Tax Insight: For Tax Year 2014 and Beyond, 3rd ed. Edition (2015)

Part V. Real Estate Income and Deductions

Chapter 24. Real Estate Income and Deductions

A Uniquely Taxed Business

In many ways, the taxation of real estate is just like the taxation of any other business. In fact, if you are involved in the real estate business, Chapters 18, 19, 21, and 22 in Part 4 of this book are required reading. The same rules that apply to a business regarding travel expenses, meals, depreciation, and so on apply also to the real estate business.

With that said, there are also many ways in which real estate businesses are taxed that are unique. These nuances bring with them tax strategies geared toward the real estate business. Several of these unique features are focused on in this chapter, including:

·     Rent recognition rules

·     Allowable expenses

·     Repairs vs. improvements

·     Depreciation

·     Travel

·     Self-renting

Rent Recognition Rules

There are a few things to be aware of regarding the recognition of income for rental property. First, if you receive a payment for rent in advance, you must recognize that payment as rental income in the year that you receive it, no matter which method of accounting (cash or accrual) you use. This can occur when a tenant pays several months of rent at a time, pays “first and last month’s rent,” or even with the payment of a security deposit. Even though a security deposit may be paid specifically toward the possibility of future repairs, not rent, and is refundable, it is counted as rental income when received. The only way that this tax treatment of a deposit can be avoided is if the owner has no control over the money in any way, such as a deposit in a third-party escrow account. Another example of a payment that must be recognized in the ­current year is if a tenant pays a fee to get out of a lease early—even if the fee is for a rent commitment in a future year.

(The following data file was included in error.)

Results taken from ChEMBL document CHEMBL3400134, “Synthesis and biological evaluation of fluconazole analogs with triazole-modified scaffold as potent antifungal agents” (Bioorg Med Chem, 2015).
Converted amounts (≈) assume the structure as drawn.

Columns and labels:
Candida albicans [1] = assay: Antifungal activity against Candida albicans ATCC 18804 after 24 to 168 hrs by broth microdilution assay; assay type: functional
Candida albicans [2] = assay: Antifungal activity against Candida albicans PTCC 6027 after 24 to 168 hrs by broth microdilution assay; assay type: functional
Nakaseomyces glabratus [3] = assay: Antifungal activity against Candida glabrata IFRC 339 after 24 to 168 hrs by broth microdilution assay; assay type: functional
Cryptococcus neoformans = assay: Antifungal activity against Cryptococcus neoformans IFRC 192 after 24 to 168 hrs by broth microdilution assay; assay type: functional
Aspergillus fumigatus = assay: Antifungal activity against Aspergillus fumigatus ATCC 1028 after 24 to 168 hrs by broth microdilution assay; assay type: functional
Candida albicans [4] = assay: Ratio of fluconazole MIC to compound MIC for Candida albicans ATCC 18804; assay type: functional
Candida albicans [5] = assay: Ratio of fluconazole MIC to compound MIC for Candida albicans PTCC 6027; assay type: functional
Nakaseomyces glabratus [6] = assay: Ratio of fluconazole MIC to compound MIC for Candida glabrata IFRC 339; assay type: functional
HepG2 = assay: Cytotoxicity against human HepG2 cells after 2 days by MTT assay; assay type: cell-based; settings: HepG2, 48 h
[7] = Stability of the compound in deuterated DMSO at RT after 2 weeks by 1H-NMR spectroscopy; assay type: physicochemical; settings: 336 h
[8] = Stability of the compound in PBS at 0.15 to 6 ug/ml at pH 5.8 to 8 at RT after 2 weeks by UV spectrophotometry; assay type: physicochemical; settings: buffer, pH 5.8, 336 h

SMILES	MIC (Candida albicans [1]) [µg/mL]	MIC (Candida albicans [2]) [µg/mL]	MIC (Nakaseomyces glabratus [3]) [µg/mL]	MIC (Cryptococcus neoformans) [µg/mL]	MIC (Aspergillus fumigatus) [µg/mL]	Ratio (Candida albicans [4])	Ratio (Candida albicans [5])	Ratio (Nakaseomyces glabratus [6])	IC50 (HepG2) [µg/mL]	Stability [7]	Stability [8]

Second, if a tenant provides services or property in trade for rent, the fair market value of those services or property must be recognized as rental income. Generally, if you agree on a price for those items, the price will be recognized as the fair market value (unless the price is unreasonably different than what would be paid on the market). For example, if a tenant agrees to maintain the landscaping of the rental in trade for a $150 reduction in rent each month, the $150 difference must be recognized as income.

Third, if a tenant makes improvements to the property you do not recognize income for the value of those improvements, unless the improvements are done in trade for rent. For example, an acquaintance of mine recently replaced a fence on the property of the home he rents in order to keep his dog contained in the yard without being on a leash. The landlord was willing to let him put up the fence, but didn’t reduce his rent as a trade for the service. Because of this, the landlord does not need to recognize any rental income for the fence. However, the landlord’s basis in the fence is $0 and he is not able to claim any depreciation on the new fence as an asset.

Fourth, if a tenant pays your expenses directly, such as making payments for repairs, mortgage payments, property tax payments, insurance payments, or utility bills that are in your name, you must recognize those payments as income. The good news is that you can also recognize the expenses to offset the income on the return.

Finally, if you receive insurance proceeds for a loss of rental income, those proceeds are counted as rent.

Allowable Expenses

As with any business, expenses that are directly related to the rental property and that are considered “ordinary and customary” are generally allowable as deductions from rental income on your tax return. There are, however, two important exceptions to this rule.